By Ivan Israelstam, chief executive of Labour Law Management Consulting
The Labour Relations Act (LRA) provides that “Any person determining whether a dismissal for poor work performance is unfair should consider –
(a) whether or not the employee failed to meet a performance standard; and
(b) if the employee did not meet a required performance standard whether or not –
(i) the employee was aware, or could reasonably have been expected to be aware, of the required performance standard;
(ii) the employee was given a fair opportunity to meet the required performance standard; and
(iii) dismissal was an appropriate sanction for not meeting the required performance standard.”
Items 8(2) and 8(3) of the above-mentioned code provide that:
“(2) …… an employee should not be dismissed for unsatisfactory performance unless the employer has-
(a) given the employee appropriate evaluation, instruction, guidance, training or counselling; and
(b) after a reasonable period of time for improvement, the employee continues to perform unsatisfactorily.
(3) The procedure leading to dismissal should include an investigation to establish the reasons for the unsatisfactory performance and the employer should consider other ways, short of dismissal to remedy the matter.”
These guidelines make it clear that the employer does have the right to dismiss poor performers. However, this can only be acceptable if the employer can prove factually that it has, prior to the dismissal, complied with all the substantive and procedural requirements of the law. That is, the onus at the CCMA falls entirely on the employer to bring solid proof:
• that it followed the procedural guidelines quoted above; and also
• that, regardless of the procedure followed, the dismissal decision itself was appropriate under the circumstances.
Employers often lose poor performance cases at the CCMA because they are unable to prove that the employee failed to perform or because the dismissal process was unfair. For example, in the case of Nationwide Airlines (Pty) Ltd vs Mudau & others (2003, 3 BLLR 279) the employer dismissed Mudau after he failed a flight simulator test. However, at the disciplinary hearing the employee was neither given the right to union representation nor was he given a copy of the results of the test that he failed. In its defence, the employer contended that the employee was in a senior position. Despite this the Court upheld the CCMA’s decision that the dismissal was unfair, stating that the employee’s seniority did not deprive him of the right to fair procedure.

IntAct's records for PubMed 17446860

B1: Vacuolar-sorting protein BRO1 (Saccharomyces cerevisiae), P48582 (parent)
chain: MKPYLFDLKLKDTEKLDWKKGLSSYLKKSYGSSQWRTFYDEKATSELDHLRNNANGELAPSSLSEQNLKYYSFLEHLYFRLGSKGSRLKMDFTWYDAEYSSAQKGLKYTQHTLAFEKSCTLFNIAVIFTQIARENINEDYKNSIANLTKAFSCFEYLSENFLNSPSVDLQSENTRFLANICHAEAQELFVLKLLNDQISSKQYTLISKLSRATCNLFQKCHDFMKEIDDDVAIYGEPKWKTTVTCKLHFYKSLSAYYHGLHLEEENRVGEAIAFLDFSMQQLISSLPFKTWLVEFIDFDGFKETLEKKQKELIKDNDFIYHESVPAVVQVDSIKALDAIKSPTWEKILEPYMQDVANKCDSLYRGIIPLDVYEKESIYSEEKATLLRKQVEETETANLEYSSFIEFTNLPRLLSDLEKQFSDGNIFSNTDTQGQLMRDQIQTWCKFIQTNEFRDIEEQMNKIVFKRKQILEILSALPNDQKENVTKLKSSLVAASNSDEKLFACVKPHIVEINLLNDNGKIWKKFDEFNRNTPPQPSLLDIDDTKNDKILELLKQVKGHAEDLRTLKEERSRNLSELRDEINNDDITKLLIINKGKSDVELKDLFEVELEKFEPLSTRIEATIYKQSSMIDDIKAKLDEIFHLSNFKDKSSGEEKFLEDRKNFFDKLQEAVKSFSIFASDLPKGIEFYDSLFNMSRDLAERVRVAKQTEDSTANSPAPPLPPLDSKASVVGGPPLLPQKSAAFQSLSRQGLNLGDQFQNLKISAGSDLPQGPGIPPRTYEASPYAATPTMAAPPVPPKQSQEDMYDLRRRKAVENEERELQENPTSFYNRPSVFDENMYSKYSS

However, one employer came off second best at CCMA merely because the charges put to the employee were badly formulated. In Fourie vs Capitec Bank (2005, 3 BALR 314) the CCMA found that it was unfair for the employer to have charged the employee with poor performance as well as for failing to obey the employer’s instruction as these two charges were laid for one and the same incident. It appears that the employee, as a result of failing to follow the employer’s instruction, did not perform the work properly. The CCMA also found that the employer had unfairly taken into account a previous final warning for poor performance. This CCMA finding most surprising as well as frightening because:
• The CCMA viewed the bringing of the two charges as an unfair duplication of charges. In my view, as the one charge flowed form the other, the employee was in fact guilty of both charges, and bringing both allegations resulted in a comprehensive complaint that was both factually correct and justified.
• Poor performance was part of the complaint. Therefore, the taking into account of the previous warning for poor performance was fair and proper.
This CCMA award leaves employers very unsure as to what they are and are not allowed to charge an employee with. It may be that the CCMA commissioner expected the employer to charge the employee only with poor performance and then to use the employee’s failure to follow the employer’s instruction as an aggravating circumstance rather than as part of the charge itself. However, the Labour Relations Act (LRA) does not require this. Common sense dictates that the labels given to the charges should be much less important than what the employee did or failed to do in the incident in question.
However, while decisions such as that in the Capitec case are still being made, employers need to err on the side of caution. That is, employers need to ensure that their managers undergo intensive and ongoing training by a legal expert not only in enforcement of performance standards and fair procedure but also in how to formulate charges relating to poor performance. Alternatively, if such training does not take place, then the employer should take no steps towards employee discipline or performance correction without first consulting a labour law expert.